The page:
College of Natural Resources, UC Berkeley

Kenneth F. S. King: "Land Utilization in Developing Economies"

Land Utilization in Developing Economies

Kenneth F. S. King

Given at Berkeley, California, March 8, 1979

It is to my mind right and proper that a topic such as "land utilization in developing economies" should form the subject of one of the Horace Albright Lectureships. The fact that you have asked me to come here to speak on this subject, as part of a series which is devoted to conservation, is evidence to me of two things.

First, it indicates your awareness that the problems of conservation often transcend national boundaries, and indeed that some of them might intrinsically be international in scope and in dimension.

Second, and perhaps more important in the context in which I intend to speak, it hopefully illustrates your realization that the problems of conservation, the problems of the wise use of land resources (indeed of any natural resource) are inextricably connected with developmental issues. The problems of conservation are linked to, flow from, and are dependent upon such factors as the social and economic goals of governments and nations, the desired rates of economic growth of particular countries, the quality of both the socio-economic and physical infrastructure which exist in a country, the political ideology of the people and government of the countries the resources of which it is intended to conserve, the land tenure situation prevailing in these societies, and on the stage of social and economic evolution that has been reached in those countries.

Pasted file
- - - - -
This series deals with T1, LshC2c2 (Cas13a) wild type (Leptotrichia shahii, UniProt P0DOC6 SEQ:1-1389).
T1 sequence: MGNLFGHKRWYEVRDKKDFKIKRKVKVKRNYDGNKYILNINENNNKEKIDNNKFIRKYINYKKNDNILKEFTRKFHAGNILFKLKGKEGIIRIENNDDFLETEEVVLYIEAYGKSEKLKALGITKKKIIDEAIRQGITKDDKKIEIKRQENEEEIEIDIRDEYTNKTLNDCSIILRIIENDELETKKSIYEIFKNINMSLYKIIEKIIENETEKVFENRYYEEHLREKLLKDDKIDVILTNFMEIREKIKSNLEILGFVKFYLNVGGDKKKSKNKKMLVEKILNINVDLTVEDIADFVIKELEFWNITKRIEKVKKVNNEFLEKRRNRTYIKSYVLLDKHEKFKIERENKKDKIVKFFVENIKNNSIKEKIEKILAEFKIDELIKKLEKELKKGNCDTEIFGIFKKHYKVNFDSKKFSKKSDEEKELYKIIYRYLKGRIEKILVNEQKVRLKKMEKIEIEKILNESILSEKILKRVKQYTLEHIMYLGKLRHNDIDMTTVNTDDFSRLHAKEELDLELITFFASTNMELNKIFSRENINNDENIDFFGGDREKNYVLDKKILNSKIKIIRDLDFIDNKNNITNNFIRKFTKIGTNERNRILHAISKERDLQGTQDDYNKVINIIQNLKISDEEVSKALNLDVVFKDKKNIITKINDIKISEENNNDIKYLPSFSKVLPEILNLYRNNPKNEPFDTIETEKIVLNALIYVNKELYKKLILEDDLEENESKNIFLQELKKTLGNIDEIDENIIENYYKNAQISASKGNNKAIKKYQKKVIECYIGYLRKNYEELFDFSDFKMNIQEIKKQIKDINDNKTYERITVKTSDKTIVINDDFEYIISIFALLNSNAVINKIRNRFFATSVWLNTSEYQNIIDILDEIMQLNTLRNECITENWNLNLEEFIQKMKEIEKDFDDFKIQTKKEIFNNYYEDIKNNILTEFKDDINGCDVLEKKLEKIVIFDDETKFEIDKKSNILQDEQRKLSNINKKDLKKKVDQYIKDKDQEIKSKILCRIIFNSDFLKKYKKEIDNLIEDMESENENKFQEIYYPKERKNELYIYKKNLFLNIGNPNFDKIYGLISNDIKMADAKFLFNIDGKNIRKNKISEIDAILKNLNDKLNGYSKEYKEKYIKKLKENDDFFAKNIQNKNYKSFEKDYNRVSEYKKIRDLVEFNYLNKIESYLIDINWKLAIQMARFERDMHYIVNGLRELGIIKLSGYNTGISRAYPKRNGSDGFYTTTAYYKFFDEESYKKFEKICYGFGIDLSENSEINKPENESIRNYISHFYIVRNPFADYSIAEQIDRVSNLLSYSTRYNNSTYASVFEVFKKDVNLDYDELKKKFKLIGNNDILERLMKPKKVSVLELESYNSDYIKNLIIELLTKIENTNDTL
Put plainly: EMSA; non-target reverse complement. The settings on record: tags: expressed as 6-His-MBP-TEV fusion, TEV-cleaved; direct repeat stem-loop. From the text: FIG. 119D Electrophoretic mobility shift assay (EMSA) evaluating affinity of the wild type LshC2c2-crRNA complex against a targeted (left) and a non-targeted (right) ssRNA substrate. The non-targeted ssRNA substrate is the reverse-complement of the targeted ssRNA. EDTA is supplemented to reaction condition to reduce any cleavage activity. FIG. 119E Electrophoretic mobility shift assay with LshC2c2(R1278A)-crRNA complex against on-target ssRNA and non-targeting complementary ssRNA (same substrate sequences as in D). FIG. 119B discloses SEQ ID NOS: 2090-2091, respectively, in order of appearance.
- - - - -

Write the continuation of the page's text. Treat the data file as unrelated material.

This concept of the interdependence and interplay of apparently unrelated factors is central to my theme. I wish therefore to emphasize it at the outset. The problems of conservation in general, and of land-utilization in particular, cannot be considered in vacuo. They cannot be overcome merely by isolating, and analyzing, and treating only the physical and biological aspects of particular problems. They must be conceived as arising from a system which, in addition to the physical and biological, embraces the social, the economic, the historical, and the political.

The conservation of natural resources and the utilization of land are too important to a nation's development, too all-pervasive in their effects on a nation's social and economic evolution to be left to conservationists and land-utilization specialists. The gamut of disciplines that are relevant to development, the full range of developmental expertise must be involved in the formulation of conservation and land-utilization policies, in the drawing up of land-utilization plans, and in the implementation of such plans and policies.